Most families owned a car. But they were driven only by fathers on their days off from work. They were not used to go shopping or for frivolous errands. The men took the street car to work. Mothers did not drive. The most impressive auto was the enormous black touring car that belonged to the Schmelters who lived across the street from us. We had a l926 Ford Fordor Sedan, bought when my father, elated at the birth of a boy after three girls, celebrated by going downtown on the #25 and returned at the wheel of a shiny new car. As far as I knew he had never driven before; I have to assume that the dealer’s salesman showed him how to crank it to start, put it in gear, release the brake and go. We girls were entranced by the pair of cut glass vases mounted on the posts between the front and back seats. The novelty of filling them with water and flowers wore off when we were splashed every time the car hit a bump.


Scene of streetcar accident on San Bruno Avenue, 1936.

Photo: San Francisco History Center, San Francisco Public Library.

Everywhere else we walked. On paved, flat San Bruno Avenue, sent by my mother to the Pantoleon Brothers’ Grocery/Butcher Shop, I usually skipped all the way. Later, graduating from learner skates to ball bearings, I skated on the few paved streets. At the corner of Le Conte, San Bruno Avenue dipped sharply to Paul Avenue. Going to Gus’ on the corner of San Bruno and Paul Avenue for our Sunday treat of a quart of vanilla ice cream and crème-filled Nabisco wafers was an adventure. I whizzed down, hair flying, heart in my mouth, as I jumped the curbs..

On the west side of San Bruno rose a gentle hill, our favorite playground. We rolled down the grassy slope, we lay on our backs and looked at the clouds, we picked buttercups which we held under our chins for the yellow reflection that would reveal whether or not you liked butter. (I never saw the point of this game; of course I liked butter!) Wild flowers covered the hill in Spring—poppies, johnnie-jump-ups and iris. When seized by the need for spending money we made up bunches, peddling them door to door to kind-hearted neighbors. Climbing to the summit we gazed westward, over McLaren Park, spread beneath us. We knew there were other neighborhoods beyond that—Crocker Amazon, Excelsior—and beyond that the Pacific Ocean. In the summer we walked eastward almost everyday to the cove at the end of Egbert Avenue to swim in the bay, probably a mile from our house.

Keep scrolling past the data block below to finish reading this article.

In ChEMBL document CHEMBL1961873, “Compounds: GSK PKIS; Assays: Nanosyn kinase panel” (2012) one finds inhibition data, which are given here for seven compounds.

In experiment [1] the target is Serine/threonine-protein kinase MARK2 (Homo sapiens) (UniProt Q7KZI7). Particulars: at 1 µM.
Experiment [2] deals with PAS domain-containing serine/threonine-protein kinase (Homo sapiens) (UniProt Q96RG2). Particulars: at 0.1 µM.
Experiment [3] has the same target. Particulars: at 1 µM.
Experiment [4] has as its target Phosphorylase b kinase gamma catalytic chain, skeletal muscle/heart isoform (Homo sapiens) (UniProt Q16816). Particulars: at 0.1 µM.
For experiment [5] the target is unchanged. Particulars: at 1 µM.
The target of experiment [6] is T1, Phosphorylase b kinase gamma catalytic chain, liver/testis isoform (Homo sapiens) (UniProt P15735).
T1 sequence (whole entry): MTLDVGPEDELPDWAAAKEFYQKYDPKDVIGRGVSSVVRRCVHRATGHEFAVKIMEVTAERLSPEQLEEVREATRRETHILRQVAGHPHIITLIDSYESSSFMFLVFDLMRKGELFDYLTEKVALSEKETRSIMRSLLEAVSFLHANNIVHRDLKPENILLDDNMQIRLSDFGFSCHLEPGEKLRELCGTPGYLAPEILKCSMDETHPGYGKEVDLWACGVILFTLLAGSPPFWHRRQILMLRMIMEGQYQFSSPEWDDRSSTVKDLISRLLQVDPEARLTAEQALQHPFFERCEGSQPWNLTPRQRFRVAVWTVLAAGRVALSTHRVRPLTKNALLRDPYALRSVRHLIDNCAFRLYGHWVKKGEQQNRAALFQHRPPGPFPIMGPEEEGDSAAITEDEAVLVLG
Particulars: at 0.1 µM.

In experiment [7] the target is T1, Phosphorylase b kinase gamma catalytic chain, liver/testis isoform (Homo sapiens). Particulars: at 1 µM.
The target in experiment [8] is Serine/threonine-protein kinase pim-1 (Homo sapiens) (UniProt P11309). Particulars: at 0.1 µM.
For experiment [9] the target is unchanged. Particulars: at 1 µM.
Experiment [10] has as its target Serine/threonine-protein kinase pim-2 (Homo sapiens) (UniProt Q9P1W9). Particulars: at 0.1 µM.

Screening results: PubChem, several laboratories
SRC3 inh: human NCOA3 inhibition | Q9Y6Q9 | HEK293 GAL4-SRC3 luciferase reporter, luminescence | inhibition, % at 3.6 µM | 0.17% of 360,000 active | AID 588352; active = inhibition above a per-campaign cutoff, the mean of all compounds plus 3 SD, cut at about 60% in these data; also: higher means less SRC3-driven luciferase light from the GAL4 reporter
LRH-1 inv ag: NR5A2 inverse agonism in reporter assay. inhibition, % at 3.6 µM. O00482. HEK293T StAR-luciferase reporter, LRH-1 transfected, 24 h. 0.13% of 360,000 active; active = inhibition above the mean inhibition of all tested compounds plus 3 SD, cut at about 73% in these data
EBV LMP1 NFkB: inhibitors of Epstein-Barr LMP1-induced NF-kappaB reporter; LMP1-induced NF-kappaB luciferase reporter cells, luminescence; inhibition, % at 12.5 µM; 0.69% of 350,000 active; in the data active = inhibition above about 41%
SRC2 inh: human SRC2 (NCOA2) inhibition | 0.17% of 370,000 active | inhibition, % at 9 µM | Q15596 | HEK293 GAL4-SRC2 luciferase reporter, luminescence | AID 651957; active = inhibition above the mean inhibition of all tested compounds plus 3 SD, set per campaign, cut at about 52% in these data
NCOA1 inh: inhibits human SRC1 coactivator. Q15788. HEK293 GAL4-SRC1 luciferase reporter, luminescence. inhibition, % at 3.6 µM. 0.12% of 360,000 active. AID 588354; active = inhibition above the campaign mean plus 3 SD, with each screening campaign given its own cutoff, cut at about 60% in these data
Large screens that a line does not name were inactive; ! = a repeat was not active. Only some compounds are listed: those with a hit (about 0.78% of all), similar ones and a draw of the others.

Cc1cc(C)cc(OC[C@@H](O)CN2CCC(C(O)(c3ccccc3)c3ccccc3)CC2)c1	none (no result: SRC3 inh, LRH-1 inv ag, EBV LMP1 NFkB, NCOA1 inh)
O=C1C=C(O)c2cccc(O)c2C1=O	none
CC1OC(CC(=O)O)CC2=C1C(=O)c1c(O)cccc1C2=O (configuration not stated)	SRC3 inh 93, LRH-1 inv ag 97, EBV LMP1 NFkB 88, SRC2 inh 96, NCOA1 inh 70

Admittedly, San Francisco’s climate made it easy. The temperature was usually in the mid-sixties. In May, September and October the weather might rise to the mid-eighties but after two days of heat the fog rolled in and cooled us off. Often it was damp and windy but we weren’t subject to blizzards or heavy snow. Rains fell in the winter, sometimes downpours for a couple of days at a time. But when that happened we all knew enough to come in out of it.


Hunters Point Boulevard in 1917

photo: Private Collection, San Francisco, CA


Hunters Point Boulevard looking towards the neighborhood in 1917

photo: Private Collection, San Francisco, CA

SP near Newcomb 1948 View north from Oakdale toward Southern Pacific Steam Engine 4442, Train 96 and Newcomb Ave Station. Potrero Hill in background wnp27.50206.jpg

Southern Pacific Railroad Steam Engine 4442 near Newcomb in 1948 view north from Oakdale at Newcomb Ave Station. Potrero Hill in background.

Photo: OpenSFHistory.org wnp27.50206

Hp steam train wnp14.4027.jpg

Hunters Point steam train 1944, Naval Drydocks Hunters Point steam engine #19.

Photo: OpenSFHistory.org, wnp14.4027

Third-Street-feb-2008 7400.jpg

Third Street T-line cruising south in 2008. Decades after all streetcars were removed from this part of town, the City finally established this new (old) line.

Photo: Chris Carlsson